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The Government and trade unions

The behavior of Czech trade unions in the next few months may decide the fate of the country's besieged government. The coalition government is inherently unstable, lacking solid support in the parliament and being trusted by only some 20% of the Czechs. The coalition is disjointed, with Lux's Christian Democrats (KDU-CSL) increasingly positioning themselves to leave at new signs of trouble.

Such problems could emerge, should Czech trade unions decide to fight the government's recently announced package of austerity measures. Trade union leaders have so far been moderate in that they mostly agree the country has lived above its means and that budget cuts represent the necessary short-term solution to the current economic problems. What some trade unions and the government differ about is what should be cut.

The government has announced it wants to make by far the largest cuts in welfare and social payments. Some trade unions disagree. The umbrella Chamber of Czech and Moravian Trade Unions, led by moderate Richard Falbr, has tentatively agreed to tolerate the government's decisions. However, KOVO, a trade union representing steel workers--the second largest trade union organization in the country--has announced it will fight social and welfare payments cuts. KOVO leaders have announced they will wait for the government's concrete decisions but warn they may go on strike in the fall if the government's cuts displease them. If the government does not change its mind even after such a strike, a general strike will be called.

Virtually all trade unions in the country also disagree with the government's decision to go ahead with the planned liberalization of energy prices and rents at a time when the budget cuts have to be made. Should the combined impact of the austerity measures and the price liberalization prove to be too much for some social groups, trade unions may start protest actions.

In the last few weeks, the government has done its best to communicate with trade union leaders. It realizes that without at least tacit support from the biggest trade union organizations in the country, its stabilization program, relying on austerity measures, stands no chance. More important, the fragile government itself has a little chance of surviving, should a head-on collision with trade unions take place.

Czech trade unions--unlike some major trade union organizations in Poland and Hungary--are, in general,moderate. They have in most cases opted for negotiations rather than work stoppages and other protests. Some recent strikes organized by teachers' unions or unions representing railway workers were motivated as much by wage and working conditions demands as they were motivated by sincere attempts to protest the government's lack of resolve to introduce reforms in those areas.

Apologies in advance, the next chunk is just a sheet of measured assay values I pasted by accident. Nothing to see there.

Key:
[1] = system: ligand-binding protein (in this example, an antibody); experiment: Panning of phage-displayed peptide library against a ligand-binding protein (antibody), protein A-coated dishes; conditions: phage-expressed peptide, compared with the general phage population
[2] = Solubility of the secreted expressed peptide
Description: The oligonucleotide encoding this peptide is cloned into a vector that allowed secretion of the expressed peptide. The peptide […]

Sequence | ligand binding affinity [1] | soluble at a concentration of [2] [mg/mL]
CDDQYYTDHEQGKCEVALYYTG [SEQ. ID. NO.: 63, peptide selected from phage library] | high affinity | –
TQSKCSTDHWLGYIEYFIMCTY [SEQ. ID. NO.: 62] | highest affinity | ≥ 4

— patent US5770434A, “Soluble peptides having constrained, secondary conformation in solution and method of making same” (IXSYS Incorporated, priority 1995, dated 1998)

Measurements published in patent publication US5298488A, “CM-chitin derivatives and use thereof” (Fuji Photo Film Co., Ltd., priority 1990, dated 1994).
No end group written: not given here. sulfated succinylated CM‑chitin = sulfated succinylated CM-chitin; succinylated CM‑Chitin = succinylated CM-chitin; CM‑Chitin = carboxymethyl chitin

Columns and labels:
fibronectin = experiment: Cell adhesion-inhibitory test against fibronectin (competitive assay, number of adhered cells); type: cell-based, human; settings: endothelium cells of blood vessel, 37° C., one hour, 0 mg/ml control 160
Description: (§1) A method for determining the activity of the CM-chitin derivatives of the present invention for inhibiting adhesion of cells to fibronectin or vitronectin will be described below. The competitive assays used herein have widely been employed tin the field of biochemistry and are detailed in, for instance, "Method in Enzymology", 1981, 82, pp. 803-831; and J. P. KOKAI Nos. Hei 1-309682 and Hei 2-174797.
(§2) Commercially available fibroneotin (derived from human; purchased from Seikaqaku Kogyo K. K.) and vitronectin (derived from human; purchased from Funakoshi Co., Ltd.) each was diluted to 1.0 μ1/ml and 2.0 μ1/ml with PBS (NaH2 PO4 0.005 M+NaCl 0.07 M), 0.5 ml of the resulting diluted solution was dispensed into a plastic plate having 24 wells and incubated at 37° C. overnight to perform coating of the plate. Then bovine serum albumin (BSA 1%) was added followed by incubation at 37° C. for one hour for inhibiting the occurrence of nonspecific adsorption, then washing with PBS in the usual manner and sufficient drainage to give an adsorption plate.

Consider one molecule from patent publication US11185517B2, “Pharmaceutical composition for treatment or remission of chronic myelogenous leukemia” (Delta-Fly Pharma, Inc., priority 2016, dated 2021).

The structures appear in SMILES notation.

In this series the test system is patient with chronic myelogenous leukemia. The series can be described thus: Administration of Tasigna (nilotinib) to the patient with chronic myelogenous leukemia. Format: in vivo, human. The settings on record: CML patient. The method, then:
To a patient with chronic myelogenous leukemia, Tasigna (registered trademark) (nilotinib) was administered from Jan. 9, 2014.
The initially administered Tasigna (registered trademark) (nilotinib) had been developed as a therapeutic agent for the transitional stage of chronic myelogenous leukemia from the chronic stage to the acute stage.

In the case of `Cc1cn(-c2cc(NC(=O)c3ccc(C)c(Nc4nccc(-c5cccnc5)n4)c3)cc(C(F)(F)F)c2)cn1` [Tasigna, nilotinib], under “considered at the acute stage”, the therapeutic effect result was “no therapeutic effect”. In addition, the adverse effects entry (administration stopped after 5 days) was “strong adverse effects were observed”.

Trade unionists--working in companies--seem to have been more aware of problems at the microecomic level than the government. Analysts working for Falbr's Czech and Moravian Trade Unions Chamber, warned of possible economic troubles already more than a year ago and propsed solutions. However, the Klaus government ignored such warnings, just like it for a long time ignored the unions themselves. The so-called tripartite talks--involving the government, employers, and trade unions--were abandoned several years ago, when the government was at the peak of its popularity. Now plans are under way to reinstitutionalize such talks.

Richard Falbr told government officials during the recent crown crisis that the main interest of Czech trade unions is the stability of the currency as well as the overall stability of the country. Given the government's past treatment of unions, Falbr could have clearly sought revenge. Instead, he decided to give the government one more chance.

But not all trade union leaders are as moderate as Falbr, who is said to control only one third of trade unions in the country. The limits of his power were apparent in February when railway workers went on strike. Falbr was only partly successful in his attempt to moderate between the government and radical leaders of the railway workers' unions.

The February strike offers some other lessons to the government. First, the government's initial rejections of negotiating with railway workers' leaders backfired in that they radicalized the unions. Second, the government miscalculated in its estimates of what economic loses it can afford. Third, it misjudged the public's reaction to the strike. Most people were angry at railway workers for going on strike over demands that could have been settled by negotiating but, in the end, most people were also critical of the government for its inability to negotiate and end the strike quickly.

Clearly, the Klaus government will need to change its style radically, to succeed this time. Some unions are certain to go on strike over social payments cuts. Should the government be unable to seriously discuss concessions, it may easily alienate the entire trade union movement. Any such development would push the country one step closer to early elections.

Reuters - 23. 6. 1997